Mon Droit, echo chambers and the SRC Presidential debate

The decision to invite Mon Droit to the SRC Presidential debate was justified, write the editors.

Every year since time immemorial (so for the past three years or so) Honi Soit has held an SRC debate, with representatives from the student media asking the candidates for the SRC presidency and/or the Honi Soit editorship a few questions about their policies. This year we announced that a representative from Mon Droit, a publication released by the Sydney University Liberal Club, would be asking questions at the debate in addition to speakers from Honi Soit and BULL.

Unsettled by the fact that the sphere of acceptable discourse wasn’t entirely limited to what they wanted, a number of very vocal students complained that we were legitimising a right-wing publication. There were rumours of a informal motion calling upon the “people of USyd” in the crowd (roughly 85 per cent of whom were campaigning for presidential candidates Amy Knox or Kyol Blakeney) to rise up and rebel at the notion of being asked questions by right-wingers; a move somewhat reminiscent of Clive Palmer storming out of an interview that’s not going just the way he likes it.

Like it or not, there are politically conservative students on this campus (though their alleged status as “the silent majority” is more than a little dubious). Like it or not, they can vote, and they should be afforded the opportunity to have candidates interrogated from something even vaguely resembling their perspective. Excluding the views of a significant number of voters from the agenda through brute force is probably a very effective tactic, but seeing as voter turnout in the SRC elections last year barely cracked ten per cent, it’s also antidemocratic and just a shit thing to do.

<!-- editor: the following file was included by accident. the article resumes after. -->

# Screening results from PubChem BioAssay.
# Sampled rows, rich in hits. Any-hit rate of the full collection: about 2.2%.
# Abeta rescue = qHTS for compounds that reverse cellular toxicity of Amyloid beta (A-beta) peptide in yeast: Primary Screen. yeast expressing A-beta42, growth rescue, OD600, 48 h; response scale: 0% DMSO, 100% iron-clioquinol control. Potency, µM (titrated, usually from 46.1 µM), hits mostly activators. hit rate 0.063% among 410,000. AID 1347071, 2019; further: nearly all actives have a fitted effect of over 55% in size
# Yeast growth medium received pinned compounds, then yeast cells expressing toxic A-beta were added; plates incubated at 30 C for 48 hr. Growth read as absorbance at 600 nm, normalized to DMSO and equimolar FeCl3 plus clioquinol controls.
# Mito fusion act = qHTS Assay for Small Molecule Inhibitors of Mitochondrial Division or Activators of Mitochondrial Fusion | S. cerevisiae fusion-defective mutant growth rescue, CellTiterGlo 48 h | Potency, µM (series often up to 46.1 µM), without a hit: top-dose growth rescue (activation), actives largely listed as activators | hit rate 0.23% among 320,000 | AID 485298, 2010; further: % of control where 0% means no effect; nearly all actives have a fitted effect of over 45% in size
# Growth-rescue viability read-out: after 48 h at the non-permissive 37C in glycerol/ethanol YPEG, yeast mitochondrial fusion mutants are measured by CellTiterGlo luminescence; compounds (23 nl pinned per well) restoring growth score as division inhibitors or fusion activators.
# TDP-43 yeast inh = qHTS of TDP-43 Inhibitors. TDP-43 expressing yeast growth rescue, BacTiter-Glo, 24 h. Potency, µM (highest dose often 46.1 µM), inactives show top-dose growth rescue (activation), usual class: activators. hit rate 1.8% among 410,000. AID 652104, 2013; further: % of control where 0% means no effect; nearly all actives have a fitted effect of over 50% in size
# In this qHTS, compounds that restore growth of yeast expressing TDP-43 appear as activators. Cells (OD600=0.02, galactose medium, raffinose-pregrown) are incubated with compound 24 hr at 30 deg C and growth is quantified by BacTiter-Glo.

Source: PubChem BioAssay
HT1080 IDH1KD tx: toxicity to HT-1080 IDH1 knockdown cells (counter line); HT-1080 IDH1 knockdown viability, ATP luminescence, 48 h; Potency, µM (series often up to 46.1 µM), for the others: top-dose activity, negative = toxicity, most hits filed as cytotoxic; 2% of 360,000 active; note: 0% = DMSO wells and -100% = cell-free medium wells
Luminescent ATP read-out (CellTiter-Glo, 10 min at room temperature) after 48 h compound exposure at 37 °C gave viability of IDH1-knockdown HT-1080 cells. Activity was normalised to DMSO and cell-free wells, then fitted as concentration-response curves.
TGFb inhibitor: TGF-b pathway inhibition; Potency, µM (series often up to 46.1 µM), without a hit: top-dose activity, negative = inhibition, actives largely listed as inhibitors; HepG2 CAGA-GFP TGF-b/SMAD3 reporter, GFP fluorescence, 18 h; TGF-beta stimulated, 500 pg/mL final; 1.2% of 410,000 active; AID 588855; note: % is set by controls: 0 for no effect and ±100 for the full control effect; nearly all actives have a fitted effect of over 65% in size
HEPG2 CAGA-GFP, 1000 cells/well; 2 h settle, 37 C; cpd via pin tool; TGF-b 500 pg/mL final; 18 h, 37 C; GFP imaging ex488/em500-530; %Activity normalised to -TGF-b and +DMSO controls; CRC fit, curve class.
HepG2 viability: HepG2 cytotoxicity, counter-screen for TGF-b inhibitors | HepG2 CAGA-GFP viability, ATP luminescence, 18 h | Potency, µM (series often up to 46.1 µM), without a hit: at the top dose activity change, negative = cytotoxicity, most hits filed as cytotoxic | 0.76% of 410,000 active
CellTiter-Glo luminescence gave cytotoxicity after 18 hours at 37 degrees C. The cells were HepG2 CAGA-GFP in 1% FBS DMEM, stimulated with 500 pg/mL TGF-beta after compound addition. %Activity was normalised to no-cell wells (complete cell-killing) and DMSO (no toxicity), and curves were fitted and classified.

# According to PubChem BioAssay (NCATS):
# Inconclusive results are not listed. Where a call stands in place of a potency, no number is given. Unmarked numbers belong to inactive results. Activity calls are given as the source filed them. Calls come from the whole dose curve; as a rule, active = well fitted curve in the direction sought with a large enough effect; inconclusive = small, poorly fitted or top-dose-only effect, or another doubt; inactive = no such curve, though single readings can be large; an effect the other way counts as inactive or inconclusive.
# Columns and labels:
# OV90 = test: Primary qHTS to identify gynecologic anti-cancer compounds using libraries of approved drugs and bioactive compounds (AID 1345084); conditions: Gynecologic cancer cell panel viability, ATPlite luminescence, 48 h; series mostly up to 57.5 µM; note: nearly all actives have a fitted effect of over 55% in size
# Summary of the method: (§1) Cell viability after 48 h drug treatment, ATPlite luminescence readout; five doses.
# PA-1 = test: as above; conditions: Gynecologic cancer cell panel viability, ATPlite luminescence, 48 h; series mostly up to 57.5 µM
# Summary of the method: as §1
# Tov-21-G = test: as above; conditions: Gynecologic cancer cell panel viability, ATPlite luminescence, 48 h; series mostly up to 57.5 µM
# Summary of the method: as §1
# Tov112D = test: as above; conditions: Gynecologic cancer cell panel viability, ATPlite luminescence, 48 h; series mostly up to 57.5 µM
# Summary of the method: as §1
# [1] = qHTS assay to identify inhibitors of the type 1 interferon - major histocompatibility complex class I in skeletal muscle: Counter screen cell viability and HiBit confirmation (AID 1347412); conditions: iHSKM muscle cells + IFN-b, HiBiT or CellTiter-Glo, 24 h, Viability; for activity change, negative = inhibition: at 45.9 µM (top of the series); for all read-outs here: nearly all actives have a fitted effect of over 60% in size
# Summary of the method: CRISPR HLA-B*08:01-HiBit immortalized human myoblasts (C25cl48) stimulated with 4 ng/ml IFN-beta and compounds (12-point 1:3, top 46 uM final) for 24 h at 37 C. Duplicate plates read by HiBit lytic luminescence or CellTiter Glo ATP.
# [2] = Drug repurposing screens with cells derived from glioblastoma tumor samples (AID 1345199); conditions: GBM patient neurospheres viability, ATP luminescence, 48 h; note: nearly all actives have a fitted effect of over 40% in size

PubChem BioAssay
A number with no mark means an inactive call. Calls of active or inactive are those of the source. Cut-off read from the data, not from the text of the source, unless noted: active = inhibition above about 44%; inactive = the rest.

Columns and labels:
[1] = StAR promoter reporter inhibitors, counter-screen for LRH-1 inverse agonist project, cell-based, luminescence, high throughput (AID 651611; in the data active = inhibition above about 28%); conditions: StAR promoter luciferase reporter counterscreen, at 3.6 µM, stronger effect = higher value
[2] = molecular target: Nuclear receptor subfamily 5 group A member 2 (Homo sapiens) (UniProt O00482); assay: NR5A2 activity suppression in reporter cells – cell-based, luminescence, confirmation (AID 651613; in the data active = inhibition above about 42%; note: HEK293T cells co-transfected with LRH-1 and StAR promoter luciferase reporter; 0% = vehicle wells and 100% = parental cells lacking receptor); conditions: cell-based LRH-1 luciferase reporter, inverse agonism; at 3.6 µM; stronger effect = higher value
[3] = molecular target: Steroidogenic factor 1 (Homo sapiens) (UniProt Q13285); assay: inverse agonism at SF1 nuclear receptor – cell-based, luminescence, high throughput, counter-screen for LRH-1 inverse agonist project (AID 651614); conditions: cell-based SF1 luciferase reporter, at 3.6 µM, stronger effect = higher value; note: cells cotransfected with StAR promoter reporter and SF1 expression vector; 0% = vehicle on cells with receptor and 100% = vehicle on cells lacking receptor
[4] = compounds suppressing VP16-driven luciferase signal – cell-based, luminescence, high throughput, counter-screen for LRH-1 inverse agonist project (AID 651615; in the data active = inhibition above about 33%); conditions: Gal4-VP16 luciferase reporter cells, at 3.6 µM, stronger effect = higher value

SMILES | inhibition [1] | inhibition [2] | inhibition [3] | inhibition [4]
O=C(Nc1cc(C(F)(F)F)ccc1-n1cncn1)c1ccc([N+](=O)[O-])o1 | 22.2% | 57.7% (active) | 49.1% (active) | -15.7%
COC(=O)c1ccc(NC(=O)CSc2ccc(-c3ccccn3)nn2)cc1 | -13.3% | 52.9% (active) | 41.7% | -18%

Every year, left-wing student editors ask left-wing SRC Presidential candidates left-wing questions about their left-wing policies. As far as echo chambers go, this one is pretty damn airtight. Inviting editors from a conservative publication to ask questions is not legitimising their opinions or perspectives; it is merely accepting that they do, in fact, exist among the student population. This is not an attempt at balance, but rather the addition of yet another viewpoint.

We would ask these kind of questions ourselves, but though some of us can pass for pretty convincing Tories, there’s just no substitute for the real thing. We think inviting newspaper editors we politically disagree with to the debate in order to foster an ever-so-slightly more inclusive student democracy is worth it. Depending on how much of a flag-waving zealot you are, you may disagree.

All coverage relating to the 2014 SRC elections is written by editors who are not aligned with any campaign or campus faction.